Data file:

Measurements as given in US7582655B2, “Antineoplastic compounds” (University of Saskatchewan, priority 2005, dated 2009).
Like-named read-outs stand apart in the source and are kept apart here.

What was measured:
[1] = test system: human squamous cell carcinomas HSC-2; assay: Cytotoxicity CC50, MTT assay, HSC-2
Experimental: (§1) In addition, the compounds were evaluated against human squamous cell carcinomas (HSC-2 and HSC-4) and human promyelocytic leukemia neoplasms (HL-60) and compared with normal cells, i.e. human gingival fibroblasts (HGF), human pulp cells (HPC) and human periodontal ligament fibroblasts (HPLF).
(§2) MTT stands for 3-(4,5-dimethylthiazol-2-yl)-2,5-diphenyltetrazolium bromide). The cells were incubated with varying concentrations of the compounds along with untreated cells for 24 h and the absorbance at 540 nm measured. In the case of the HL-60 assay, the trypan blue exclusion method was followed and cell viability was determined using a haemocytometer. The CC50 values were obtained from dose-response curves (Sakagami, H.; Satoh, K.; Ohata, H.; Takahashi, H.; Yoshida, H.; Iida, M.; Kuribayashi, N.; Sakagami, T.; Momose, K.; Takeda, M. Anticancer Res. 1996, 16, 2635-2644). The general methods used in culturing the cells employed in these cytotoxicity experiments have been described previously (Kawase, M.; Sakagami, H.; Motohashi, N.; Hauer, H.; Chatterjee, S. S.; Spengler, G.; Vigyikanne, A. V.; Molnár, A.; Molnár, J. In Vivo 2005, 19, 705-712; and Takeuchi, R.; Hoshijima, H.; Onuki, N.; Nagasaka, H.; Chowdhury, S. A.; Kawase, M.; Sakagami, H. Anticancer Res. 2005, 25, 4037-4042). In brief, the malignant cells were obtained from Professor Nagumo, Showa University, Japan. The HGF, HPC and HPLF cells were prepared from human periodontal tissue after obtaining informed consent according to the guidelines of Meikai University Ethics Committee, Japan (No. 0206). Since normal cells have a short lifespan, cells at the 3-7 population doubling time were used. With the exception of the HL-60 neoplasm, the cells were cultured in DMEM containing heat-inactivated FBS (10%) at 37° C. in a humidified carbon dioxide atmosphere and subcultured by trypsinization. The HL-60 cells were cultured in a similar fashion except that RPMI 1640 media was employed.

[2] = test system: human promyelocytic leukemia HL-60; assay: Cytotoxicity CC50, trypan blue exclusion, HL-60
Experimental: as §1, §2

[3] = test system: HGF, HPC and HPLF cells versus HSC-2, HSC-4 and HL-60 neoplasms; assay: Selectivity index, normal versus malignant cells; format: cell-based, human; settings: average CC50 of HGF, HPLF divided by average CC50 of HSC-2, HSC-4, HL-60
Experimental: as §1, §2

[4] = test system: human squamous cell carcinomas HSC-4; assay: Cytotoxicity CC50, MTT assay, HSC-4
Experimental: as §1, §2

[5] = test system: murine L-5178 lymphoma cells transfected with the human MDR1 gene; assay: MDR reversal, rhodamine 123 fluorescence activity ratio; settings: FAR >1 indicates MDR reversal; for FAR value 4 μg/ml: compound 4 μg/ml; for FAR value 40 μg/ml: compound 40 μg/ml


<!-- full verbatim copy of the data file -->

Measurements as given in US7582655B2, “Antineoplastic compounds” (University of Saskatchewan, priority 2005, dated 2009).
Like-named read-outs stand apart in the source and are kept apart here.

What was measured:
[1] = test system: human squamous cell carcinomas HSC-2; assay: Cytotoxicity CC50, MTT assay, HSC-2
Experimental: (§1) In addition, the compounds were evaluated against human squamous cell carcinomas (HSC-2 and HSC-4) and human promyelocytic leukemia neoplasms (HL-60) and compared with normal cells, i.e. human gingival fibroblasts (HGF), human pulp cells (HPC) and human periodontal ligament fibroblasts (HPLF).
(§2) MTT stands for 3-(4,5-dimethylthiazol-2-yl)-2,5-diphenyltetrazolium bromide). The cells were incubated with varying concentrations of the compounds along with untreated cells for 24 h and the absorbance at 540 nm measured. In the case of the HL-60 assay, the trypan blue exclusion method was followed and cell viability was determined using a haemocytometer. The CC50 values were obtained from dose-response curves (Sakagami, H.; Satoh, K.; Ohata, H.; Takahashi, H.; Yoshida, H.; Iida, M.; Kuribayashi, N.; Sakagami, T.; Momose, K.; Takeda, M. Anticancer Res. 1996, 16, 2635-2644). The general methods used in culturing the cells employed in these cytotoxicity experiments have been described previously (Kawase, M.; Sakagami, H.; Motohashi, N.; Hauer, H.; Chatterjee, S. S.; Spengler, G.; Vigyikanne, A. V.; Molnár, A.; Molnár, J. In Vivo 2005, 19, 705-712; and Takeuchi, R.; Hoshijima, H.; Onuki, N.; Nagasaka, H.; Chowdhury, S. A.; Kawase, M.; Sakagami, H. Anticancer Res. 2005, 25, 4037-4042). In brief, the malignant cells were obtained from Professor Nagumo, Showa University, Japan. The HGF, HPC and HPLF cells were prepared from human periodontal tissue after obtaining informed consent according to the guidelines of Meikai University Ethics Committee, Japan (No. 0206). Since normal cells have a short lifespan, cells at the 3-7 population doubling time were used. With the exception of the HL-60 neoplasm, the cells were cultured in DMEM containing heat-inactivated FBS (10%) at 37° C. in a humidified carbon dioxide atmosphere and subcultured by trypsinization. The HL-60 cells were cultured in a similar fashion except that RPMI 1640 media was employed.

[2] = test system: human promyelocytic leukemia HL-60; assay: Cytotoxicity CC50, trypan blue exclusion, HL-60
Experimental: as §1, §2

[3] = test system: HGF, HPC and HPLF cells versus HSC-2, HSC-4 and HL-60 neoplasms; assay: Selectivity index, normal versus malignant cells; format: cell-based, human; settings: average CC50 of HGF, HPLF divided by average CC50 of HSC-2, HSC-4, HL-60
Experimental: as §1, §2

[4] = test system: human squamous cell carcinomas HSC-4; assay: Cytotoxicity CC50, MTT assay, HSC-4
Experimental: as §1, §2

[5] = test system: murine L-5178 lymphoma cells transfected with the human MDR1 gene; assay: MDR reversal, rhodamine 123 fluorescence activity ratio; settings: FAR >1 indicates MDR reversal; for FAR value 4 μg/ml: compound 4 μg/ml; for FAR value 40 μg/ml: compound 40 μg/ml